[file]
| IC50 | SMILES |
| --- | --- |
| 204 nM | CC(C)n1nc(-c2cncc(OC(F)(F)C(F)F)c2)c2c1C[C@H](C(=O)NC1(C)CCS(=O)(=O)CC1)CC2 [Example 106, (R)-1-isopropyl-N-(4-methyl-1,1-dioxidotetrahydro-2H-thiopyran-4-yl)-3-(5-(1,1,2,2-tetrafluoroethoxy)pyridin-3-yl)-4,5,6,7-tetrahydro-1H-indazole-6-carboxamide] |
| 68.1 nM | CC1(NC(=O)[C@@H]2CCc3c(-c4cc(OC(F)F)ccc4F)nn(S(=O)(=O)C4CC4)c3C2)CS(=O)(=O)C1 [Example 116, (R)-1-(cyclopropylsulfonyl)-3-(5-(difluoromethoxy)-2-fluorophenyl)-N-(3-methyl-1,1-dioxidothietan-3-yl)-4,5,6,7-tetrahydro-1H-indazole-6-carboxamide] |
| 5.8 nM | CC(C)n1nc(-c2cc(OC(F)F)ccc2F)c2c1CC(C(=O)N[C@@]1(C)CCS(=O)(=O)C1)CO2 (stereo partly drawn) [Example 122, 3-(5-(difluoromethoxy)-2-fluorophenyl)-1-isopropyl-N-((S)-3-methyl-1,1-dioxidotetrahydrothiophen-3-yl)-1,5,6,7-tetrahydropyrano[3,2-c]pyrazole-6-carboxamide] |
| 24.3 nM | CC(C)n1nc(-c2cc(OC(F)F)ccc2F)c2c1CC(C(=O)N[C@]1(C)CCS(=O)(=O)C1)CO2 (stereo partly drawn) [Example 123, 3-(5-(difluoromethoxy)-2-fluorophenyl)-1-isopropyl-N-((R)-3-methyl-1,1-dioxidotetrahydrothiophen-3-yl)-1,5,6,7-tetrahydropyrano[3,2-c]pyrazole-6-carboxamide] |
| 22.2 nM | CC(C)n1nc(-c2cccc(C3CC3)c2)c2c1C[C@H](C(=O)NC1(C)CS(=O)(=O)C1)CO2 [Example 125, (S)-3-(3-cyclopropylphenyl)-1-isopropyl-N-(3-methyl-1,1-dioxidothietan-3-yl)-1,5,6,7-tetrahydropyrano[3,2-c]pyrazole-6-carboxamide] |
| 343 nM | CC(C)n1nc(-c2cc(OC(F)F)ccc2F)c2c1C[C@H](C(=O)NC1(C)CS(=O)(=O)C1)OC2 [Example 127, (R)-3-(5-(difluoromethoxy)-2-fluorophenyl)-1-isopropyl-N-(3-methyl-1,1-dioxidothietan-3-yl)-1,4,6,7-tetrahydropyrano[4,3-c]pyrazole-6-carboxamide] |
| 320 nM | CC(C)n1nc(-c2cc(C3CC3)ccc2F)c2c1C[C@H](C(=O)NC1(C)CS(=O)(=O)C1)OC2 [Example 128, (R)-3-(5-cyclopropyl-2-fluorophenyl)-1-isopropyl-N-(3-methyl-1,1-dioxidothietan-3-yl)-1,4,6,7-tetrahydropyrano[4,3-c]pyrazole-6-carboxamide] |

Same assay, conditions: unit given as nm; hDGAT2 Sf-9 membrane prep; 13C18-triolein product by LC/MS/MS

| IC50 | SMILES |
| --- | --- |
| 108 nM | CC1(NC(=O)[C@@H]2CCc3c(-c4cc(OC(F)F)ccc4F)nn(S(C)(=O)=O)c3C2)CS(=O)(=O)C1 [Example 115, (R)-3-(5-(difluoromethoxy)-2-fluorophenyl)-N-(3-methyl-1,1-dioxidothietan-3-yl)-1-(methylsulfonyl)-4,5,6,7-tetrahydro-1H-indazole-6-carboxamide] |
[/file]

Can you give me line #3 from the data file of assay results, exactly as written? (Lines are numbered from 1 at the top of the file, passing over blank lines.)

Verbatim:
| 204 nM | CC(C)n1nc(-c2cncc(OC(F)(F)C(F)F)c2)c2c1C[C@H](C(=O)NC1(C)CCS(=O)(=O)CC1)CC2 [Example 106, (R)-1-isopropyl-N-(4-methyl-1,1-dioxidotetrahydro-2H-thiopyran-4-yl)-3-(5-(1,1,2,2-tetrafluoroethoxy)pyridin-3-yl)-4,5,6,7-tetrahydro-1H-indazole-6-carboxamide] |